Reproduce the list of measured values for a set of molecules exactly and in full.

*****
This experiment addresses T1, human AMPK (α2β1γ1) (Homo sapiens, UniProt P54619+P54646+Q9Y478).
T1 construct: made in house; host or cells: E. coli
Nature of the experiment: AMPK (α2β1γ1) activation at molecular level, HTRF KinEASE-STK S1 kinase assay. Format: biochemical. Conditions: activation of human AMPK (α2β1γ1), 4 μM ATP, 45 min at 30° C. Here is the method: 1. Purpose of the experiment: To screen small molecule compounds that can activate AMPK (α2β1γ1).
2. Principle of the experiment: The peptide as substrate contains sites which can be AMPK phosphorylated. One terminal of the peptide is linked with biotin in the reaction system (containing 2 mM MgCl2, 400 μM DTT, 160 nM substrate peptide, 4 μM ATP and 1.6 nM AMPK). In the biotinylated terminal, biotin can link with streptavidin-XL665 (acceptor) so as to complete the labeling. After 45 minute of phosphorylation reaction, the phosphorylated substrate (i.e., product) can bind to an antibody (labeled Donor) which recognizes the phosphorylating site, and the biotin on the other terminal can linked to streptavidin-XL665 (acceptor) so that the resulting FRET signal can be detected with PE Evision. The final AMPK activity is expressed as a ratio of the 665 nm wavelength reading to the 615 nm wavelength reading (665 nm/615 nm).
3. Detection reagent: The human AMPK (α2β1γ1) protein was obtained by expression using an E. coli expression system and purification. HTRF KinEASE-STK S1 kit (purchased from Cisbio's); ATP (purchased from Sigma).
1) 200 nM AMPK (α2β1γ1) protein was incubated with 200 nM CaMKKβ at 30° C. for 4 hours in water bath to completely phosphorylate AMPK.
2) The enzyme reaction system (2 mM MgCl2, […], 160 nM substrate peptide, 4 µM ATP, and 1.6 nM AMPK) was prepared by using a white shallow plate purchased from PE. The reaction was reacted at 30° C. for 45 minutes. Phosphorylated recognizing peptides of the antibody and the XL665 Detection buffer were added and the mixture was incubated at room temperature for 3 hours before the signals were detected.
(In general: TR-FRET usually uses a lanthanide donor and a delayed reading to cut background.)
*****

This experiment addresses T1, human AMPK (α2β1γ1) (Homo sapiens, UniProt P54619+P54646+Q9Y478).
T1 construct: made in house; host or cells: E. coli
Nature of the experiment: AMPK (α2β1γ1) activation at molecular level, HTRF KinEASE-STK S1 kinase assay. Format: biochemical. Conditions: activation of human AMPK (α2β1γ1), 4 μM ATP, 45 min at 30° C. Here is the method: 1. Purpose of the experiment: To screen small molecule compounds that can activate AMPK (α2β1γ1).
2. Principle of the experiment: The peptide as substrate contains sites which can be AMPK phosphorylated. One terminal of the peptide is linked with biotin in the reaction system (containing 2 mM MgCl2, 400 μM DTT, 160 nM substrate peptide, 4 μM ATP and 1.6 nM AMPK). In the biotinylated terminal, biotin can link with streptavidin-XL665 (acceptor) so as to complete the labeling. After 45 minute of phosphorylation reaction, the phosphorylated substrate (i.e., product) can bind to an antibody (labeled Donor) which recognizes the phosphorylating site, and the biotin on the other terminal can linked to streptavidin-XL665 (acceptor) so that the resulting FRET signal can be detected with PE Evision. The final AMPK activity is expressed as a ratio of the 665 nm wavelength reading to the 615 nm wavelength reading (665 nm/615 nm).
3. Detection reagent: The human AMPK (α2β1γ1) protein was obtained by expression using an E. coli expression system and purification. HTRF KinEASE-STK S1 kit (purchased from Cisbio's); ATP (purchased from Sigma).
1) 200 nM AMPK (α2β1γ1) protein was incubated with 200 nM CaMKKβ at 30° C. for 4 hours in water bath to completely phosphorylate AMPK.
2) The enzyme reaction system (2 mM MgCl2, […], 160 nM substrate peptide, 4 µM ATP, and 1.6 nM AMPK) was prepared by using a white shallow plate purchased from PE. The reaction was reacted at 30° C. for 45 minutes. Phosphorylated recognizing peptides of the antibody and the XL665 Detection buffer were added and the mixture was incubated at room temperature for 3 hours before the signals were detected.
(In general: TR-FRET usually uses a lanthanide donor and a delayed reading to cut background.)